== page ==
Honolulu Star-Bulletin Local News
We turned on our tape recorder and asked first-time voters to talk about the issues and political process; look for it every Tuesday during election season.
Name: Healani Sonoda
Background: University of Hawaii-Manoa, senior; majoring in Hawaiian Studies; graduated from Pearl City High; daughter of Lorraine Sonoda-Fogel.
I think that a lot of times politicians make promises and when they get into office they don't really keep them. One of the biggest issues to me, most of my life, has been education. I saw (former Gov. John) Waihee before he went into office and one of his biggest things was education and improving it. And what he did was give the teachers a raise and that was it. He didn't really improve it. (Gov. Ben) Cayetano made promises about education, and when he went into office, he cut the UH budget and that really upset me because if people in Hawaii don't have education, if they don't have access to it, then they can't improve their way of life ...
Another thing that I'm concerned about for this year's election is the status of Hawaiians and their way of living and how it's going to continue because Hawaii is turning into a big city, and the Hawaiians are constantly being displaced. The one thing that upset me this year was the Makua evictions. It upset me because it made the Hawaiians out to be the bad guys when in actuality, they're the victims of society today. They don't have any land and their culture is almost annihilated and they don't have any chance of making it in Hawaii.
By cutting the access to education to local people in Hawaii, like putting these budget cuts and raising the tuition, you're kind of setting into place the system that will keep the Hawaiians down. At the same time, it's kind of keeping local kids down, no matter what race.
It takes a lot more money to go to the mainland and go to school there, so UH-Manoa is pretty much the only thing they got to make it in Hawaii.
The only thing I can think about when I'm making my decision for this year about a candidate is what they'll do to help educate our youngsters today.
That's the biggest thing because if everybody in Hawaii were educated, we could all make good decisions about our future.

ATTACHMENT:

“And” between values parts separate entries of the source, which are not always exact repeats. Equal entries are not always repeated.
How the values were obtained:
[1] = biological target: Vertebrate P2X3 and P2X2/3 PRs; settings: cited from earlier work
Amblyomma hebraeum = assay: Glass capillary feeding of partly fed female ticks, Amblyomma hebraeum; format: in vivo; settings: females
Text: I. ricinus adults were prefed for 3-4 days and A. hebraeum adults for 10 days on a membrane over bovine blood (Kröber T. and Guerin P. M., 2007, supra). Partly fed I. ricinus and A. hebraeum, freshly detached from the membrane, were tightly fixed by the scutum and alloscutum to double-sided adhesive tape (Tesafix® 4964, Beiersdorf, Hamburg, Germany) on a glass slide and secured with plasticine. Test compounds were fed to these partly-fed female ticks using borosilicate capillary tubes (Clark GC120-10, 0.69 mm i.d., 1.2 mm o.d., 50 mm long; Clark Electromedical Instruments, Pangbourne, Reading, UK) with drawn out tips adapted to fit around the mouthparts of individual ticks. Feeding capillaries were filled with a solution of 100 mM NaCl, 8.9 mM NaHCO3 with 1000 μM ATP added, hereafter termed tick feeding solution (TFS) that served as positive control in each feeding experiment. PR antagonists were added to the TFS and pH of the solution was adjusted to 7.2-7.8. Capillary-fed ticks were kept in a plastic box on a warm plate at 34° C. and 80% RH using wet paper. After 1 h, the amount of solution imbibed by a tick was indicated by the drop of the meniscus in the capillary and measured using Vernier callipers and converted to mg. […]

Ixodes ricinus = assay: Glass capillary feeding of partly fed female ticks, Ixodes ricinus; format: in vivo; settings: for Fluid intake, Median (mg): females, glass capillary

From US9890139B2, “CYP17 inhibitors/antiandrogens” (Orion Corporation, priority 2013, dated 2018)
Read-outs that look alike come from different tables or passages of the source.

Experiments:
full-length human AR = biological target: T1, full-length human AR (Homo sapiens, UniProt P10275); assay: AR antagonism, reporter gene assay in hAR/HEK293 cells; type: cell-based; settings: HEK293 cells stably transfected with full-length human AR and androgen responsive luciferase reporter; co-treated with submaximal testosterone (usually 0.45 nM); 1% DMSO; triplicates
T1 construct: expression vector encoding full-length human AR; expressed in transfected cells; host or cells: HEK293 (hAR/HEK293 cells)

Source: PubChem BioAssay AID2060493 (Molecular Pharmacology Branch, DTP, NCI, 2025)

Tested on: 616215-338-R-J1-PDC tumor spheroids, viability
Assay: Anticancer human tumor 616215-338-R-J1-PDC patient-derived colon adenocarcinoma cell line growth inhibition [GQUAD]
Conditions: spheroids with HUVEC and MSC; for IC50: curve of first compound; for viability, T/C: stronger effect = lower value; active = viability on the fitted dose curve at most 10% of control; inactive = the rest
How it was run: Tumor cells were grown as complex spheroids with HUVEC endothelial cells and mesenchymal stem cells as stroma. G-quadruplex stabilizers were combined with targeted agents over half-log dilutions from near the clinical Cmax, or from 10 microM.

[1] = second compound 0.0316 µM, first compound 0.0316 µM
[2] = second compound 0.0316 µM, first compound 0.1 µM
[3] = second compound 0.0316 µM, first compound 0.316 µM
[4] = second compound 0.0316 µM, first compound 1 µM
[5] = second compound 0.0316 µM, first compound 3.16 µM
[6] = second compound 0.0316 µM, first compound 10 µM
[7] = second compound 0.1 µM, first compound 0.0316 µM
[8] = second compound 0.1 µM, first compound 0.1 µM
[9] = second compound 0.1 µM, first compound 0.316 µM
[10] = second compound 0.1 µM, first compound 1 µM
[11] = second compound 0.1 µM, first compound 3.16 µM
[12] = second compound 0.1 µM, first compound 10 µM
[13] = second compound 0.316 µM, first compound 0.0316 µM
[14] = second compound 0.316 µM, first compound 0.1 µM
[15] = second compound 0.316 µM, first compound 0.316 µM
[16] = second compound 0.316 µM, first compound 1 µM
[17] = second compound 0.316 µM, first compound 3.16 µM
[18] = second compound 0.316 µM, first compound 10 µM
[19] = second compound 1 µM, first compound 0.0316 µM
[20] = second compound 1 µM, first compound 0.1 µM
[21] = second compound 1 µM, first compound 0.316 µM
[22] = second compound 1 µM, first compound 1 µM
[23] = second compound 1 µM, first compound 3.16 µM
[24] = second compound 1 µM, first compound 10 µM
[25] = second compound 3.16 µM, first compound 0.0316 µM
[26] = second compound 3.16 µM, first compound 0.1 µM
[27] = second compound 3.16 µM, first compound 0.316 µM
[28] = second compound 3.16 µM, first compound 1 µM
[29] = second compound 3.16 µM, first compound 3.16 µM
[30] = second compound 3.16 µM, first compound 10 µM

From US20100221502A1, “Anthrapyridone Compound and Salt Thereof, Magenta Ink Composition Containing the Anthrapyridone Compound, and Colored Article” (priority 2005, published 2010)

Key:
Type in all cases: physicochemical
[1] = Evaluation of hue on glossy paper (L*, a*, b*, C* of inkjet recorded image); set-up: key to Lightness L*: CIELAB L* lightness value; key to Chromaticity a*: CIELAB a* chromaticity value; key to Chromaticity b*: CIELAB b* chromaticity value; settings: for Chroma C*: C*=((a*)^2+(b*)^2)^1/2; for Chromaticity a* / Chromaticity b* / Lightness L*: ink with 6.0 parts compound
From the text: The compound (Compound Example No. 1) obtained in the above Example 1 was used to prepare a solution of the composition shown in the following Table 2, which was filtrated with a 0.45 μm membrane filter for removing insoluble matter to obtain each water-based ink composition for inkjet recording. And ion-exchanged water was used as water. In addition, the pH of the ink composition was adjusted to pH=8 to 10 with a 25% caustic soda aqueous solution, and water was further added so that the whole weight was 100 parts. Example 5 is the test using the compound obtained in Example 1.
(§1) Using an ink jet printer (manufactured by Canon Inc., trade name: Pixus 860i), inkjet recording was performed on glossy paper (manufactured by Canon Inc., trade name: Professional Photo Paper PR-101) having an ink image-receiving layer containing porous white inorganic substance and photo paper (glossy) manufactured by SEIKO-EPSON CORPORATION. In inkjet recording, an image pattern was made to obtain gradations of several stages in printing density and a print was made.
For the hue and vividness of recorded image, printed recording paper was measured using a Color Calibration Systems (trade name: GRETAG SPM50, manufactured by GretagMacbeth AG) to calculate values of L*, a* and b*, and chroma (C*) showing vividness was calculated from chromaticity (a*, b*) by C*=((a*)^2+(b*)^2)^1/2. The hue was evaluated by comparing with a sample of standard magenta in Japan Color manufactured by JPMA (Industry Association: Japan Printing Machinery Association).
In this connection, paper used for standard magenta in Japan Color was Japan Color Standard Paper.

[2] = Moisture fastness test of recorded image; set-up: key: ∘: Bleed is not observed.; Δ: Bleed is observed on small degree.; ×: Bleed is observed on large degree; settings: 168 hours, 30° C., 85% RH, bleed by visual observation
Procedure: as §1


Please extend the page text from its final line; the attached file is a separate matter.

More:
But if all of us are just sitting here and you're not getting a good education, you can't make good decisions.
I don't think people pay attention to what's going on. The problem is there's so many bad things going on in the world that when you watch the news, it's all about bad things - violence, drugs and the high rate of crime. People don't want to watch that, so they don't really pay attention ...
What happens is they don't really look at issues. There are so many problems in Hawaii they can't really look at the issues, they have to look at other things. In looking at a candidate, I would look at his personal life - what kind of person he is, his family life. I wouldn't look at everything else because it's too much.
I think I can make a difference. It's a heavy responsibility that a lot of people don't take seriously. Maybe they're too busy trying to make a living and they don't have time to pay attention or even have time to vote. People in general don't care and don't think the system will work for them because every year, it seems like the system is working against you - they're just trying to get more money out of me. You've got to pay for everything now. Like Kapiolani Park. You've got to pay the meters now to go to the park.
I like Clinton because he apologized to the Hawaiians for the illegal overthrow. He's married to an intelligent woman, and I think she's doing a lot, too.
The priority of politicians in America should be education, and they should make it more accessible to the common person. If we educate people, then people can make good decisions about their lives.
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